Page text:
Artists 4 Israel is expanding its series of murals honoring Righteous Among the Nations. It’s doing so with a “kiss” this time.
The collective, which enlists artists to combat antisemitism and anti-Israel bigotry through their work, will unveil its fourth mural on Feb. 26 paying homage to non-Jews who risked their lives to save Jews during the Holocaust.
The downtown Los Angeles celebration honors Irene Gut Opdyke, a Polish Catholic who saved 12 Jews from certain death, stowing them away in the basement of a Nazi commander’s home. (She died in 2003)
The artist Andrew Hern created the 60-foot-by-15-foot mural for the city’s arts district. Guest speakers at the event include Jeannie Opdyke Smith, daughter of the heroic mural subject, and Elan Carr, former U.S. State Department special envoy for monitoring and combating antisemitism.
Gene Simmons, the Israeli-American rock star of the band Kiss, is scheduled to appear as a special guest. Born Chaim Witz, the singer comes from a family deeply affected by the Holocaust. His mother and brother were the only members of the family to survive the Shoah.
“We are excited to hear from Irene’s daughter, who will be sharing some little-known details of her mom’s harrowing story,” Craig Dershowitz, Artists 4 Israel CEO, told JNS.
The elder Opdyke, who was hired to work in a hotel kitchen by Wehrmacht Major Eduard Rügemer during the German occupation of Poland, secretly absconded food from the hotel, which served Naxi officials. She delivered the food to the Tarnopol Ghetto and to those she smuggled out of the ghetto.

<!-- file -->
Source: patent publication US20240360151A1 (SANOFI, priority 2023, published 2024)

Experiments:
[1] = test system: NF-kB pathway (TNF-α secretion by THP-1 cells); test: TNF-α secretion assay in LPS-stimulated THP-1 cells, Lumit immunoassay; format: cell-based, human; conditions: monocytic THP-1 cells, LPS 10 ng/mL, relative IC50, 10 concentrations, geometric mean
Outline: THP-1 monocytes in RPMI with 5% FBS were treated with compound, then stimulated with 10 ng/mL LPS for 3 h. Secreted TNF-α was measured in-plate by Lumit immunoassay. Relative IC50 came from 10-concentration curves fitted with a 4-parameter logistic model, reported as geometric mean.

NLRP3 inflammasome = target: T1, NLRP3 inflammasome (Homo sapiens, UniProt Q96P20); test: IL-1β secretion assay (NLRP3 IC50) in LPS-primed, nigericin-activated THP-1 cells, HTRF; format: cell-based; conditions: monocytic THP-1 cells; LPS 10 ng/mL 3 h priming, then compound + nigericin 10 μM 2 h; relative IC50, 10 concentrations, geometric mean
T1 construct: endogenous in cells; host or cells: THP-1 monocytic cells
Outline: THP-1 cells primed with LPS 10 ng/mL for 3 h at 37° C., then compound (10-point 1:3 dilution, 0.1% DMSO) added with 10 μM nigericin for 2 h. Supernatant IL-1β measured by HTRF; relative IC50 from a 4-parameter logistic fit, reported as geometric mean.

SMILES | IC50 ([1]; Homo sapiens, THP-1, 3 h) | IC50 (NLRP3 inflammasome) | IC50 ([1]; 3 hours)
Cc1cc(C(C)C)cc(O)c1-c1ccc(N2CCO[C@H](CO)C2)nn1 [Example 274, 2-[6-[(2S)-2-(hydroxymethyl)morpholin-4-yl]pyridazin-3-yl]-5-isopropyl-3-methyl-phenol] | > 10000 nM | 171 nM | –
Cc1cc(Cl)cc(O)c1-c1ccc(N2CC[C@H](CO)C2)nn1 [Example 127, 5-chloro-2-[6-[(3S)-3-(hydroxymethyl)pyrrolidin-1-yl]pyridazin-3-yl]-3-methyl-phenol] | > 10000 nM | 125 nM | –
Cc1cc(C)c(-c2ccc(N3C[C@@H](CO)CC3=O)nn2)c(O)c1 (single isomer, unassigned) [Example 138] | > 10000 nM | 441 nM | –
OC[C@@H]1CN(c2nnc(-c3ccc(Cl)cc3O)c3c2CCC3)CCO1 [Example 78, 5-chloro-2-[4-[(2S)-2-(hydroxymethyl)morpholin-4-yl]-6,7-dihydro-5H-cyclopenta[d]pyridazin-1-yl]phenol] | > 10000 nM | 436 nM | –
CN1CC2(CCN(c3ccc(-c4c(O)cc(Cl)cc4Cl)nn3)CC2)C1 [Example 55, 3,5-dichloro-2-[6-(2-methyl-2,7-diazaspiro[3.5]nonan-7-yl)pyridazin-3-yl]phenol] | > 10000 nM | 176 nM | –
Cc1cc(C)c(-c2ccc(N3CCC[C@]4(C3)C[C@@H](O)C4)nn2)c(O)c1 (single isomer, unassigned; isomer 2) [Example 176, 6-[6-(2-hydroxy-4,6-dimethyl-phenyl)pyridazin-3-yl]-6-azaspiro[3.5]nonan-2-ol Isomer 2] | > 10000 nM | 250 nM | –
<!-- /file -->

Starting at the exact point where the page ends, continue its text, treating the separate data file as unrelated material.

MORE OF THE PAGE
After Rügemer hired her as a housekeeper in his villa, Opdyke brought 12 Jews to hide in the cellar. Rügemer discovered the secret but agreed to remain mum if she became his mistress. (Which she did)
When Rügemer fled ahead of Russia’s gains in 1944, Opdyke and several Jews headed west from Poland—then Soviet-occupied—to Germany, which the Allies controlled. She met her future husband in a displaced persons camp and immigrated to the United States.
Opdyke kept her experiences to herself until 1975, when she heard a neo-Nazi claim the Holocaust was a hoax. She went on the public speaking circuit, leading to her memoir, In My Hands: Memories of a Holocaust Rescuer. In 1982, Yad Vashem recognized her as a Righteous Among the Nations. Rügemer, who assisted some Jews in escaping and helped alleviate their situation during the war, received the same honor in 2012.
Opdyke received a papal blessing and traveled to Israel, where she met Roman Haller, a baby born in Rügemer’s cellar after Opdyke convinced his parents to carry the pregnancy to term. Haller would serve as director of the German office of the Claims Conference, which represents world Jewry in negotiating restitution for the victims of Nazi persecution. His parents took Rügemer in as a house guest after the war.
“We have Elan Carr providing the intellectual and community-minded credibility; Gene Simmons offering the brutal honesty and celebrity of his person; and Jeannie Smith representing the very people we are trying to honor,” explained Dershowitz, CEO of Artists 4 Israel. “To place that inside a 1913-built dive bar in the downtown Los Angeles art district is the perfect clash of all the elements that describe Artists 4 Israel and which make us able to speak to all communities.”
Produced in association with Jewish News Syndicate.
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